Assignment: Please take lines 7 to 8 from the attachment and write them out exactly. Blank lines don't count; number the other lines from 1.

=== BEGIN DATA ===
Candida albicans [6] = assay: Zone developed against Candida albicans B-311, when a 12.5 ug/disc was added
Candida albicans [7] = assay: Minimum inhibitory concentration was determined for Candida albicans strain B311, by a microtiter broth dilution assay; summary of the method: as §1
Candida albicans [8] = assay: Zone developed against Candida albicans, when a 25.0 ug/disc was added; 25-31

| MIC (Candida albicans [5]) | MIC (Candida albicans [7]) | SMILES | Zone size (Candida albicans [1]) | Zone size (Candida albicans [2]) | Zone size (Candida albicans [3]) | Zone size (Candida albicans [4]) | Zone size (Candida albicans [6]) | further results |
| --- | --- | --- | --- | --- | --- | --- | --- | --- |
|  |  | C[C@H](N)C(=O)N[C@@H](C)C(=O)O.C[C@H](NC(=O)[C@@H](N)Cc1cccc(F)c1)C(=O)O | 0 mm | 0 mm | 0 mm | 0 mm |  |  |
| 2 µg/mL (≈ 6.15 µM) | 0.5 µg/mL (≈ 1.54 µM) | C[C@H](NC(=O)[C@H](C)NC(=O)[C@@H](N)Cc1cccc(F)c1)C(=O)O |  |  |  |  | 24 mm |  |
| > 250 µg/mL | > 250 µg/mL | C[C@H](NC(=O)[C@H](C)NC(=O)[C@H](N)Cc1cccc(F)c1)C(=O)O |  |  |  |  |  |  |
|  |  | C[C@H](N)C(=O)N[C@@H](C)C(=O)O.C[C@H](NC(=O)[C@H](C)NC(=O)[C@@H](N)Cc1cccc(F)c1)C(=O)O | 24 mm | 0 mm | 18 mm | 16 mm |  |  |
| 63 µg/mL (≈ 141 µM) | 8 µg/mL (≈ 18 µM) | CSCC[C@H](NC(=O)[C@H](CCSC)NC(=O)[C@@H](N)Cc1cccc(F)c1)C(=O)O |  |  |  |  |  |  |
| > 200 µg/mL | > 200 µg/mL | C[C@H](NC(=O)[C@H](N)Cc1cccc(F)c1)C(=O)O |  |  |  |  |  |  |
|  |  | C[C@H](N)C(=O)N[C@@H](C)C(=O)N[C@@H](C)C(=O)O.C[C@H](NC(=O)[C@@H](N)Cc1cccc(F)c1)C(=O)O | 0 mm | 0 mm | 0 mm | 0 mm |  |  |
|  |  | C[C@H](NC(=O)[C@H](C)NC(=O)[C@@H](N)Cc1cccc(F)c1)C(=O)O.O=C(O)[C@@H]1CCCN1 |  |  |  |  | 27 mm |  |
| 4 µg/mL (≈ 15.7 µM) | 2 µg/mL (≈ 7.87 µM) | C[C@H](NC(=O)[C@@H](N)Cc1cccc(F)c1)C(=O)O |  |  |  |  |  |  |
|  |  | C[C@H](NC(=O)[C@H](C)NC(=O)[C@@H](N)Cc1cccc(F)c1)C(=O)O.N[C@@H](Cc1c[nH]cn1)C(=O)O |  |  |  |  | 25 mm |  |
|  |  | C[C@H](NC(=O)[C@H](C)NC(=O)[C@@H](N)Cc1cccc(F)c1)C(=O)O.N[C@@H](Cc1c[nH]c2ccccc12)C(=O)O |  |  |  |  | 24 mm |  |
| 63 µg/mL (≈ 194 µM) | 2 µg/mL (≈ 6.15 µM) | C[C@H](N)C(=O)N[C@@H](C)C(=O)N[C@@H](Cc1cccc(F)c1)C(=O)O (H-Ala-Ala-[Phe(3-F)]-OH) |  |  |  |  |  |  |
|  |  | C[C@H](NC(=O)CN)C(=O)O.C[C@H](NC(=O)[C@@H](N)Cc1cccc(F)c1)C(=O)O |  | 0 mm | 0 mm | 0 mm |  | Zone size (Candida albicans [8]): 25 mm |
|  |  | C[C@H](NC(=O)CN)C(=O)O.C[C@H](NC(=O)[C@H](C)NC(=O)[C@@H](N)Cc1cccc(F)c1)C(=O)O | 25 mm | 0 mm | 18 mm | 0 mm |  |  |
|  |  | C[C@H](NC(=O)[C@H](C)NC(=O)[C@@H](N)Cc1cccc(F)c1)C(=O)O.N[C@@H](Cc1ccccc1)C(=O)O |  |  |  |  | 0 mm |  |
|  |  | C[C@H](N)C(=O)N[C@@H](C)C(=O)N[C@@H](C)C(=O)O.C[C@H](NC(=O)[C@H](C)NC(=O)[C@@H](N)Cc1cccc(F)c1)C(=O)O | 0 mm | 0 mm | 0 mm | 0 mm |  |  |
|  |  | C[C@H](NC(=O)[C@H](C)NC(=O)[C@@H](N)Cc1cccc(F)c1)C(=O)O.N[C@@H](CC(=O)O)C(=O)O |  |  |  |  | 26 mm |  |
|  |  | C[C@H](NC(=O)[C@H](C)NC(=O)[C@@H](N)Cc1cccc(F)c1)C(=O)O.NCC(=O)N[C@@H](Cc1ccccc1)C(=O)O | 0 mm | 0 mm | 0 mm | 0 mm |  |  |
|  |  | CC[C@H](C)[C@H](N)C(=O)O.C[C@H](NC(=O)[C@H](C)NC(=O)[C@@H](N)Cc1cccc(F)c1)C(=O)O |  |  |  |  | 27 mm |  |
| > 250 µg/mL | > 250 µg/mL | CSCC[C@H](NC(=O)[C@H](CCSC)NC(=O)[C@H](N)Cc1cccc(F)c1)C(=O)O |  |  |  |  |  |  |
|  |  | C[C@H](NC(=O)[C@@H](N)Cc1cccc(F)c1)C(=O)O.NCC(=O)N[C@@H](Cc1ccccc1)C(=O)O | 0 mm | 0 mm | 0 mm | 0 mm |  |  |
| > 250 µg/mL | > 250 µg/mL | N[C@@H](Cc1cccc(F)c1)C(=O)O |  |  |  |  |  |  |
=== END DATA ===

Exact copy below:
| 2 µg/mL (≈ 6.15 µM) | 0.5 µg/mL (≈ 1.54 µM) | C[C@H](NC(=O)[C@H](C)NC(=O)[C@@H](N)Cc1cccc(F)c1)C(=O)O |  |  |  |  | 24 mm |  |
| > 250 µg/mL | > 250 µg/mL | C[C@H](NC(=O)[C@H](C)NC(=O)[C@H](N)Cc1cccc(F)c1)C(=O)O |  |  |  |  |  |  |